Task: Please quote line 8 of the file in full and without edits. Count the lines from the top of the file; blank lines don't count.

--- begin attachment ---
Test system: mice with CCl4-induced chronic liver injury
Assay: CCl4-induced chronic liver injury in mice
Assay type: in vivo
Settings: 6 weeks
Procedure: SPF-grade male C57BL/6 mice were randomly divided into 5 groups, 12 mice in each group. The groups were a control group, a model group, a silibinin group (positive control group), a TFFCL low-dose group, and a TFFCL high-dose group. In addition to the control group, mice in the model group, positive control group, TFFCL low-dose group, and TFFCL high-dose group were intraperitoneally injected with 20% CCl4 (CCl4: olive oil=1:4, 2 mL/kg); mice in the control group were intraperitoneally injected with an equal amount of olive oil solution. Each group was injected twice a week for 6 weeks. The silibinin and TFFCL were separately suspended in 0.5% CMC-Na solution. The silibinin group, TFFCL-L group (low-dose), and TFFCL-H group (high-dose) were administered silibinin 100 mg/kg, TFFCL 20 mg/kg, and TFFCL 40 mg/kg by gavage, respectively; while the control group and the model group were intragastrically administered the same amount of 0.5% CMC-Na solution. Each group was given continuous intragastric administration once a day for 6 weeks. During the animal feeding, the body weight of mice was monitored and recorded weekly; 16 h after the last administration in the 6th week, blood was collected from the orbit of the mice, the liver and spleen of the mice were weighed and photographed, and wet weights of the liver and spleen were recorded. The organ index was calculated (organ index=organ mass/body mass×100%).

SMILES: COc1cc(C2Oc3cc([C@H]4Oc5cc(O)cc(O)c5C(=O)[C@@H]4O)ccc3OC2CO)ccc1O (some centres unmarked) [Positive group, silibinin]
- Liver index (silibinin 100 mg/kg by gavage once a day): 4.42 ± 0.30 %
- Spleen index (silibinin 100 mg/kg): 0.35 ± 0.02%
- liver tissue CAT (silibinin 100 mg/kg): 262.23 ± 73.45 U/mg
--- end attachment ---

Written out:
- Spleen index (silibinin 100 mg/kg): 0.35 ± 0.02%